Several months into our stay in Xian, a grimy, polluted industrial city of 6 million in China's northwest, my sixth-grade daughter, Ariel, 11, came home from school fuming: "I can't stand it! Every time we have some kind of game, whether it's a team sport or just arm wrestling, the kids turn it into `China against America,' and I'm always America."
I wasn't surprised. A major campaign is under way to instill patriotism in schools such as Ariel's. Inside the school gate, an enormous poster urges pupils to "Emulate Lei Feng," the apocryphal Cultural Revolution-era hero hailed for his selfless socialist morality. Ariel and her schoolmates often sang bloody patriotic songs as they marched to lunch or homeward at day's end.
Given the tense relations between Washington and Beijing last September, we were lucky even to find a school for Ariel, although she is fluent in Putonghua, the official Chinese national language. We had lived in China earlier, in 1991 and 1992, with no problems. At that time, however, we were in Shanghai, where the economic boom was in full swing. Going back to China last fall, we found people in Xian complaining that the interior had been bypassed by the prosperity that was so evident in Beijing, Guangzhou, and especially Shanghai. The average salary in Xian languishes at around $50 per month, less than half that in Shanghai. And goods are pricier. A quality flannel shirt costs two weeks' wages; a one-speed bicycle, a month's pay.
We returned to China so that my wife could teach a six-month term as Fulbright professor of harpsichord and piano at the Xian Conservatory of Music. As soon as we arrived, we discovered the political environment was totally different. Ariel's application to an elite primary school attached to the nearby Highway University was turned down when the principal told us rudely that he "could not have foreign students." A Chinese friend explained that the principal was afraid of "bureaucratic complications" if he allowed a Westerner to mix with his pupils.
XENOPHOBIC PHASE. At that point, we could have given up and let Ariel just do the work she'd brought along from her Hong Kong school. I thought back to our first stay in China, when a U.S. State Dept. official had warned me about local schooling. "They'll have your daughter marching around in a red Young Communist scarf, chanting Maoist slogans," he said. In fact, her experience in Shanghai had turned out to be so positive that we wanted her to have another chance to make Chinese pals and continue to learn the language.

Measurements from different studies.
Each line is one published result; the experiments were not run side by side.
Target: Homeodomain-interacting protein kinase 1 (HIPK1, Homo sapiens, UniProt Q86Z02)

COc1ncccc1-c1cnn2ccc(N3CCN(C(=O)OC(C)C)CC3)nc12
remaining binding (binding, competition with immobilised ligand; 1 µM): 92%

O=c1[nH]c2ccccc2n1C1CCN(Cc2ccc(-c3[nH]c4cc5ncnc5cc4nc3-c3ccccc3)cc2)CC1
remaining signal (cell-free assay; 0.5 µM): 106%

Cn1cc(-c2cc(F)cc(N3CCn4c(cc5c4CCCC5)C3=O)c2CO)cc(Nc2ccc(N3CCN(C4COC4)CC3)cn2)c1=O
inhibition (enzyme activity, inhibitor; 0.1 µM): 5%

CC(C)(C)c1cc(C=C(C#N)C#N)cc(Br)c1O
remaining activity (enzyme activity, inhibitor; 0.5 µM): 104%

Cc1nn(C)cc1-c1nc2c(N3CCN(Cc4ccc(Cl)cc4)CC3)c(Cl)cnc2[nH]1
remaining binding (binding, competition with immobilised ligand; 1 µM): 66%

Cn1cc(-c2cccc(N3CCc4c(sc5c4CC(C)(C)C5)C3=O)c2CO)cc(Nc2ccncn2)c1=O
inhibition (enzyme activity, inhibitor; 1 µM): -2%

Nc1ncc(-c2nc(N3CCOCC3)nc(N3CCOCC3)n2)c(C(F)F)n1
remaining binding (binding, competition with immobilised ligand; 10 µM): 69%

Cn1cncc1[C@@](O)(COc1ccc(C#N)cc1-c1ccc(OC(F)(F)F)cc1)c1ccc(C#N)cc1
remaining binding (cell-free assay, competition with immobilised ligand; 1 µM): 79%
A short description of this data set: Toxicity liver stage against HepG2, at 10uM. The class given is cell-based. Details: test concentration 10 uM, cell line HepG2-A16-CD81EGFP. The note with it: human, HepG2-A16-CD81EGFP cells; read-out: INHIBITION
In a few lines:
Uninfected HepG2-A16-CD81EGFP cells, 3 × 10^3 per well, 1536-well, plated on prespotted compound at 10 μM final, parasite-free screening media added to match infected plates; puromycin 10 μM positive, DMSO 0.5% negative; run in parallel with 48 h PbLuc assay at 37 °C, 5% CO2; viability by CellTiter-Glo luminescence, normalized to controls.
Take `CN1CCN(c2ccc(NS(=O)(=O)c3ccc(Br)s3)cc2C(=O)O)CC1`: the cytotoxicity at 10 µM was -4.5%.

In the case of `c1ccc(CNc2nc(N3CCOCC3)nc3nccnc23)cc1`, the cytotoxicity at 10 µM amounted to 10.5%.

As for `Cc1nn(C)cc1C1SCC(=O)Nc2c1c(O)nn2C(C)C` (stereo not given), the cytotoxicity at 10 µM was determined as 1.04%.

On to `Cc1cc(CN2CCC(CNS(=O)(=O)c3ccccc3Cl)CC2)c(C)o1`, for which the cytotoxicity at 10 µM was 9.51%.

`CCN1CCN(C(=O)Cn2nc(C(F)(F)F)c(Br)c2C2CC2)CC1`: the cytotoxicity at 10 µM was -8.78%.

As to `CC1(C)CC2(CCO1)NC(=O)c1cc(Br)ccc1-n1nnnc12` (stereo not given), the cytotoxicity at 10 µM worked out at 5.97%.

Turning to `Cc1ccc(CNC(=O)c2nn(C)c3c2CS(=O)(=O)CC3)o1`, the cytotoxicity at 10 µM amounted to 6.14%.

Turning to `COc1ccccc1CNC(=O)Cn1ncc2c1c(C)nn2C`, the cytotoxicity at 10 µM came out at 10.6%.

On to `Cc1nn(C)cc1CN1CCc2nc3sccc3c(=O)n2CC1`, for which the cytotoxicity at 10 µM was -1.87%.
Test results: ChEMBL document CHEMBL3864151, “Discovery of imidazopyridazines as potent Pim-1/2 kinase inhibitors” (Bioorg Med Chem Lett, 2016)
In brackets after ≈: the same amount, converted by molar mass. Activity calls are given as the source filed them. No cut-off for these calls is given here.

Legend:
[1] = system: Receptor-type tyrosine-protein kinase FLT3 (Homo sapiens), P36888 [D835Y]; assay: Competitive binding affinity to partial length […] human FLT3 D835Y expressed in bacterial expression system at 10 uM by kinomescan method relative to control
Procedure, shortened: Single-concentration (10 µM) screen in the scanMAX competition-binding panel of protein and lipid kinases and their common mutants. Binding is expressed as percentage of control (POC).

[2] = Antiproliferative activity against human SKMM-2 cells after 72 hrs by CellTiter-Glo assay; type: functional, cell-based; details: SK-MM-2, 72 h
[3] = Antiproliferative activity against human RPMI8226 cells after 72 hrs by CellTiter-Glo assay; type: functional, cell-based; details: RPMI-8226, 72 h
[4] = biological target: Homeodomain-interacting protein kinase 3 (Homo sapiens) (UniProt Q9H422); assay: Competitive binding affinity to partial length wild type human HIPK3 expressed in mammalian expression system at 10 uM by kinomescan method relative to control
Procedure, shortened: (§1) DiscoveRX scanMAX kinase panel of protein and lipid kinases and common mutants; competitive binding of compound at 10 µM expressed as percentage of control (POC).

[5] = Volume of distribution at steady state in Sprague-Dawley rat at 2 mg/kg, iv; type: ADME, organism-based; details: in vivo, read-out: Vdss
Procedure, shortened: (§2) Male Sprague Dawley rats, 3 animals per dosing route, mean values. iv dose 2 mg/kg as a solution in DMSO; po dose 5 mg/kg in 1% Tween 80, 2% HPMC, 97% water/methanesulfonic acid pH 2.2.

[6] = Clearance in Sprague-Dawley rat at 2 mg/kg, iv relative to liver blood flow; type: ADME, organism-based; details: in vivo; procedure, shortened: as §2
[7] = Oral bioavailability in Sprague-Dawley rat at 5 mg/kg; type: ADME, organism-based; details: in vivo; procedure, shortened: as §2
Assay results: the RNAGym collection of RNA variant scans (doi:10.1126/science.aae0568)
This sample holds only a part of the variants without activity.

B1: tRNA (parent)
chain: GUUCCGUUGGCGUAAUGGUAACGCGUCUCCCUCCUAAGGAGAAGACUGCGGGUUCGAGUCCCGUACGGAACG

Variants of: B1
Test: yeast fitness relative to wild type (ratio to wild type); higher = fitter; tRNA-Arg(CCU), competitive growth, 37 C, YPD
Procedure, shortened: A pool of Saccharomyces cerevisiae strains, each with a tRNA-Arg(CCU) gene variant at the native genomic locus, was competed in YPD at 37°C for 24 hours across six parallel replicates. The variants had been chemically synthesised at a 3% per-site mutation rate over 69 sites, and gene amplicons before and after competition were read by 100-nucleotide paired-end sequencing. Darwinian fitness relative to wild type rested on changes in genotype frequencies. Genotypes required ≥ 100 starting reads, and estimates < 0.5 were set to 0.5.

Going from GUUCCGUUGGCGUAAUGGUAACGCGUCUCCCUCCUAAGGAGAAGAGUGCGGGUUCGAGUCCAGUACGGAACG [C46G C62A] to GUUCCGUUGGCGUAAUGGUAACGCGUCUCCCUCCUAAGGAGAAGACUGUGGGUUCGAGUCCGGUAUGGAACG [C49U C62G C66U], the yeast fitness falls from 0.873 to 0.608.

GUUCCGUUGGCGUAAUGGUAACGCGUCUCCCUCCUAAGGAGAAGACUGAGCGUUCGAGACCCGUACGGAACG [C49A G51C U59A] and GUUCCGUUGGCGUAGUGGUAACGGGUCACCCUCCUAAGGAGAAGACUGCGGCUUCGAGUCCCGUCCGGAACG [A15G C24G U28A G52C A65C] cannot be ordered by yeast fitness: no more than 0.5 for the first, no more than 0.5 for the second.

Fortunately for Ariel, officials at the Xiaozhai district school near where we lived were willing to enroll someone who might help their sixth-graders' English pronunciation. So Ariel went to a poorly funded place with 58 students to one teacher. At least it was a school.
We soon learned that the friendliness at the second school was an anomaly and that the earlier hostile attitude was typical bureaucratic behavior. Officials at my wife's conservatory interfered with her lectures and tried to keep her from obtaining faculty housing and even a telephone. It took us nearly two months to get residency permits, which should have been routine. In the year between when she had been invited to teach and when we arrived, the climate had changed, at least in Xian.
PERFUNCTORY TIRADES. During our time away, China had lurched into one of those xenophobic phases that has characterized its history since the 16th century. Local and national newspapers carry commentaries warning about "spiritual pollution" from the West. The U.S. is accused of trying to "hold back" China's development. Bureaucrats, such as the principal at the first school, feel it's best not to be too friendly toward Americans--although they are nice enough to British, Belgian, and other foreign nationals. There's no official "be hard on Americans" policy, but in the five decades of periodic communist antiforeign campaigns, the Chinese have learned that excessive friendliness toward perceived enemies can be held against them.